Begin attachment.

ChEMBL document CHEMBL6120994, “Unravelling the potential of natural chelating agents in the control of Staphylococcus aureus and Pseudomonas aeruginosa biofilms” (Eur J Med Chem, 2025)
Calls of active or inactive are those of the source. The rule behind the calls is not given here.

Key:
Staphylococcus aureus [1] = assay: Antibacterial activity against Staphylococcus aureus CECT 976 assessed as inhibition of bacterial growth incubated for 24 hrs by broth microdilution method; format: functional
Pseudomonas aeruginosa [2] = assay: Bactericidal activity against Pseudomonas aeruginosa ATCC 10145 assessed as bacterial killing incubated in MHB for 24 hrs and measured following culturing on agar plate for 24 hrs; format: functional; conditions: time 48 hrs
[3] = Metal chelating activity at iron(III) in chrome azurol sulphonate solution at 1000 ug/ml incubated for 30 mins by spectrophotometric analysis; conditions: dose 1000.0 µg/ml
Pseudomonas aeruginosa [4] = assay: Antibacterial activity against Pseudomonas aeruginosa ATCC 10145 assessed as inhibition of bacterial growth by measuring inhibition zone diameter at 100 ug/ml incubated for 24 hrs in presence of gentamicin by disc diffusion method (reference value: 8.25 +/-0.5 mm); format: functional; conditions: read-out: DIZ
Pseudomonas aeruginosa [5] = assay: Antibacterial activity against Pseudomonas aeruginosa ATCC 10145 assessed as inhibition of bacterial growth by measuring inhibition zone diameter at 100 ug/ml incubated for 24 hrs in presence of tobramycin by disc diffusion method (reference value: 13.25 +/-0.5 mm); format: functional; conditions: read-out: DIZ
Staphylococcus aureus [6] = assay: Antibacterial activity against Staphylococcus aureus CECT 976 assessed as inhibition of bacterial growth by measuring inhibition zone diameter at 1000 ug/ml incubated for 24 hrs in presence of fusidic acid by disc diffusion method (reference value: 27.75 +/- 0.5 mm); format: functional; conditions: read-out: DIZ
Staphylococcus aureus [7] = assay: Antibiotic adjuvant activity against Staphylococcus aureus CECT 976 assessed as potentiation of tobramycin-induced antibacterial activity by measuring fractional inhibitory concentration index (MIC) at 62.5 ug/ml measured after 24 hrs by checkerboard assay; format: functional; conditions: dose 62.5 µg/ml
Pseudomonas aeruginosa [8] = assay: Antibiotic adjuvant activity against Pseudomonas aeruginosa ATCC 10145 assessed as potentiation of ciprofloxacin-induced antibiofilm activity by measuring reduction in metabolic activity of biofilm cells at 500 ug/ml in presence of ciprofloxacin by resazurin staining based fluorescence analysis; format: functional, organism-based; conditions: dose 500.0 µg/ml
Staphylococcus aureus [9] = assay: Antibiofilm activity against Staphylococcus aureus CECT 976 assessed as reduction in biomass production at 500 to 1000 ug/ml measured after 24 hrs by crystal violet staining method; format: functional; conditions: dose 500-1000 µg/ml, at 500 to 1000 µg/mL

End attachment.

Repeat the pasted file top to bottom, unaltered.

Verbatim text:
ChEMBL document CHEMBL6120994, “Unravelling the potential of natural chelating agents in the control of Staphylococcus aureus and Pseudomonas aeruginosa biofilms” (Eur J Med Chem, 2025)
Calls of active or inactive are those of the source. The rule behind the calls is not given here.

Key:
Staphylococcus aureus [1] = assay: Antibacterial activity against Staphylococcus aureus CECT 976 assessed as inhibition of bacterial growth incubated for 24 hrs by broth microdilution method; format: functional
Pseudomonas aeruginosa [2] = assay: Bactericidal activity against Pseudomonas aeruginosa ATCC 10145 assessed as bacterial killing incubated in MHB for 24 hrs and measured following culturing on agar plate for 24 hrs; format: functional; conditions: time 48 hrs
[3] = Metal chelating activity at iron(III) in chrome azurol sulphonate solution at 1000 ug/ml incubated for 30 mins by spectrophotometric analysis; conditions: dose 1000.0 µg/ml
Pseudomonas aeruginosa [4] = assay: Antibacterial activity against Pseudomonas aeruginosa ATCC 10145 assessed as inhibition of bacterial growth by measuring inhibition zone diameter at 100 ug/ml incubated for 24 hrs in presence of gentamicin by disc diffusion method (reference value: 8.25 +/-0.5 mm); format: functional; conditions: read-out: DIZ
Pseudomonas aeruginosa [5] = assay: Antibacterial activity against Pseudomonas aeruginosa ATCC 10145 assessed as inhibition of bacterial growth by measuring inhibition zone diameter at 100 ug/ml incubated for 24 hrs in presence of tobramycin by disc diffusion method (reference value: 13.25 +/-0.5 mm); format: functional; conditions: read-out: DIZ
Staphylococcus aureus [6] = assay: Antibacterial activity against Staphylococcus aureus CECT 976 assessed as inhibition of bacterial growth by measuring inhibition zone diameter at 1000 ug/ml incubated for 24 hrs in presence of fusidic acid by disc diffusion method (reference value: 27.75 +/- 0.5 mm); format: functional; conditions: read-out: DIZ
Staphylococcus aureus [7] = assay: Antibiotic adjuvant activity against Staphylococcus aureus CECT 976 assessed as potentiation of tobramycin-induced antibacterial activity by measuring fractional inhibitory concentration index (MIC) at 62.5 ug/ml measured after 24 hrs by checkerboard assay; format: functional; conditions: dose 62.5 µg/ml
Pseudomonas aeruginosa [8] = assay: Antibiotic adjuvant activity against Pseudomonas aeruginosa ATCC 10145 assessed as potentiation of ciprofloxacin-induced antibiofilm activity by measuring reduction in metabolic activity of biofilm cells at 500 ug/ml in presence of ciprofloxacin by resazurin staining based fluorescence analysis; format: functional, organism-based; conditions: dose 500.0 µg/ml
Staphylococcus aureus [9] = assay: Antibiofilm activity against Staphylococcus aureus CECT 976 assessed as reduction in biomass production at 500 to 1000 ug/ml measured after 24 hrs by crystal violet staining method; format: functional; conditions: dose 500-1000 µg/ml, at 500 to 1000 µg/mL